Monthly Archives: September 2016

How to Using Graphic Organizers Correctly

What is a graphic organizer? A graphic organizer is a visual display or chart that shows the relationship between ideas, facts, and information.

It can allow a third-grade student, for example, to chart out chronologically a summer vacation by writing specific information in each box in a connected series. Another graphic organizer might have three columns and require a seventh-grade student in a world history class to list the causes of WWII. Those causes are listed in the far left column, then, the middle column asks for effects, while the far right column requires the student to write in evidence or a source to accompany each cause and related effect.

A piece of paper that says "Chronological Structure" at the top. Below that are two, connected rows of three-sided squares, like opened boxes. Below that are three columns with rows of lines to write notes.

A Pre-Writing Tool
Teachers carefully select a graphic organizer after deciding what type of writing they want their students to engage in – narrative, argumentative, or informational. They then select specific skills for development in that type of writing. In a narrative writing assignment, does the teacher wish the child to develop sequential writing, or perhaps the focus will be on description and details? Determining this will help a teacher select the appropriate graphic organizer.

The ultimate purpose of utilizing a graphic organizer as a tool is to prepare students for writing. Simply put, a graphic organizer assists a student with thinking and is a pre-writing tool — not the end product. Some young writers may need this thinking tool more than others. That said, a writer in your classroom might want to skip using a graphic organizer and be ready to dive into the writing. Let her.

Teachers need to remember they are not developing charters of information, but they are developing writers. The only way to build fluency in writing is to write.

Improve Writing by Writing
As I’ve seen in my many classroom observations, we teachers can get caught up with treating the graphic organizer as The Assignment, especially with struggling students. At some point, with learners who are struggling, we need to stop encouraging them to finish filling in those boxes or columns on the graphic organizer and move into what matters: the writing.

It’s much more important for a student to practice writing – the only way to build writing fluency – and stumble through stringing thoughts together this way than to fill in a graphic organizer completely or perfectly.

Lastly, grade only the writing and not the graphic organizer. This will help keep the focus where it really matters: on our students as writers.

More Informations About The Science of Effective Learning Spaces

If you’ve ever attempted to clear your head by taking a walk outside or zoning out by a window as the clouds roll by, you’ve intuitively hit on something that scientists have been researching for years: Our natural and built environments seem to affect how we think and feel. Researchers have recently focused on determining how environmental factors can affect kids’ ability to learn. Studies show that a well-designed learning environment supplements evidence-based pedagogy and curriculum design. Let’s examine four environmental factors that can enhance or hinder learning.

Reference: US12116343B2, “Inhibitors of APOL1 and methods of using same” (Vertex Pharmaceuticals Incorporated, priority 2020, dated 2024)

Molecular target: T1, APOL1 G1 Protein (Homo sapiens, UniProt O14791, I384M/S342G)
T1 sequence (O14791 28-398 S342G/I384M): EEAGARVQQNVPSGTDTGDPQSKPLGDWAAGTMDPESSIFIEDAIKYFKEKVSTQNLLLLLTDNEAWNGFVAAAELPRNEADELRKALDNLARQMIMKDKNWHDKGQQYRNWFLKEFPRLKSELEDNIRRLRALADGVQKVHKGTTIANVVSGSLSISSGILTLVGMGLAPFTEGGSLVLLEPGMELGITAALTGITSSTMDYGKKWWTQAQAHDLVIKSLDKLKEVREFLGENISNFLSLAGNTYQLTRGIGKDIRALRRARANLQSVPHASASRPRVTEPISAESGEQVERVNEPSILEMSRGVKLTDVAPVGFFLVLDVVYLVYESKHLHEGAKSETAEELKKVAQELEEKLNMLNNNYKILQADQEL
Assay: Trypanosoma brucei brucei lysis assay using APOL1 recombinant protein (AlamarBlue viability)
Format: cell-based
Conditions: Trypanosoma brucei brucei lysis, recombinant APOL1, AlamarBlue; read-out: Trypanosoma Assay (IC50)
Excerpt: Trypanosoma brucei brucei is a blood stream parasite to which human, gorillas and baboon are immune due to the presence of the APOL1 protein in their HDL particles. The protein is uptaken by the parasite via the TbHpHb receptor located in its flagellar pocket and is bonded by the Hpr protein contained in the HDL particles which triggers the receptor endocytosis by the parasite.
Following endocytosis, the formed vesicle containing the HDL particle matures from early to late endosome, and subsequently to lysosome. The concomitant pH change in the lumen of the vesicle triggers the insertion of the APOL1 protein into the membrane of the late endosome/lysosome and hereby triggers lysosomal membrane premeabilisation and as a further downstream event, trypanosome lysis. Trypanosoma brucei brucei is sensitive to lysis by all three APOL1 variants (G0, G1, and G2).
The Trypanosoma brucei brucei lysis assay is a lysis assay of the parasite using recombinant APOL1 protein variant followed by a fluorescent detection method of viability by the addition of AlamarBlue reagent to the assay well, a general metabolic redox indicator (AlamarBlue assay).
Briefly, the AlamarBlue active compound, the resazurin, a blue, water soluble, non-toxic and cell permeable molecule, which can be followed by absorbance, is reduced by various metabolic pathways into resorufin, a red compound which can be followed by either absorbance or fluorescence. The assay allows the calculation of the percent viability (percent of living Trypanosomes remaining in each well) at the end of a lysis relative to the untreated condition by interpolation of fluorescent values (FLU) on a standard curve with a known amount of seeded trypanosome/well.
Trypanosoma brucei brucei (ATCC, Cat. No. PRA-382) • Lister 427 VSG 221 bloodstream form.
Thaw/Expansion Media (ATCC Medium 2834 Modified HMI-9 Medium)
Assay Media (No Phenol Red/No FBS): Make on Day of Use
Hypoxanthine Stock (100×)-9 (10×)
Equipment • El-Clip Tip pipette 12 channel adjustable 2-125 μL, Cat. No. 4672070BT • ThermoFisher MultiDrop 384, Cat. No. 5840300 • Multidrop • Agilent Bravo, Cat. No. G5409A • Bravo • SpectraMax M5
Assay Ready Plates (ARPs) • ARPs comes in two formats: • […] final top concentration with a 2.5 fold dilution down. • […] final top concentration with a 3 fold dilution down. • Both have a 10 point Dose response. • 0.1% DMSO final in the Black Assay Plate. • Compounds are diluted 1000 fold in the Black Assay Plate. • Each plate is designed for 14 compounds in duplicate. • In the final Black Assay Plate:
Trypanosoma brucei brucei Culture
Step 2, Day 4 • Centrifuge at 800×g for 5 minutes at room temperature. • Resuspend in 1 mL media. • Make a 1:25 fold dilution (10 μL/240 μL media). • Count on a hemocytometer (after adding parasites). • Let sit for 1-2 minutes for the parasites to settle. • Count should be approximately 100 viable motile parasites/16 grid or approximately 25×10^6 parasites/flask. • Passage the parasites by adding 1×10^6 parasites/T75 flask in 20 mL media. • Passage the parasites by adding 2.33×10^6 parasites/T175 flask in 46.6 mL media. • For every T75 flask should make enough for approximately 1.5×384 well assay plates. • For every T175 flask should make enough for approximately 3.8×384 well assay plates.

Daytime Light Exposure Can Boost Learning
Light does more than just allow us to see the world around us. When light enters our eyes, it also engages a non-visual system that affects the timing of our sleep-wake cycles and our cognitive performance. In fact, parts of our eyes connect directly to a part of our brain that secretes hormones influencing our levels of sleep (melatonin) or alertness (cortisol).

Even more importantly, all light is not the same. While the presence of any light can influence hormonal secretion via this non-visual system, blue light has the most powerful effect. People are more alert and less sleepy when exposed to blue light versus other wavelengths. Sunlight, full-spectrum LEDs, and most digital screens are rich in blue light.

One study of 21,000 U.S. elementary students showed that, over one school year, kids who were exposed to more sunlight during their school day displayed 26 percent higher reading outcomes and 20 percent higher math outcomes than kids in less sunny classrooms. However, even if your classroom has less natural light than you’d like, other studies have shown that replacing your artificial lighting with blue-enriched bulbs can improve students’ cognitive performance.

Daytime blue-light exposure may have a powerful effect on adolescents in particular. Biological changes during puberty delay the sleep-wake cycle by shifting melatonin secretion to later in the evening (making it harder for teens to fall asleep early) and later in the morning (making it harder for teens to wake up early). This means that teens often accumulate sleep debt during the week, which has negative effects on academic performance. First, it leaves them less alert and able to pay attention during the school day, and therefore less able to learn. Second, the quality and quantity of sleep are affected, interfering with the brain’s ability to store the day’s learning. Later school start times can help reduce these challenges, but blue-light exposure throughout the school day may also help. Light resets the body’s circadian rhythm, so exposing teens to light can increase their alertness and improve academic outcomes.

Nighttime Light Exposure Can Hinder Learning
Given that American teens spend an average of nine hours per day using digital media (not including media time for school or homework), there are growing concerns about the blue-light exposure from all of this screen time. If such exposure happens as kids are preparing for sleep, the blue light may be compounding the sleep disruptions caused by asynchrony between school start times and their delayed sleep-wake cycles.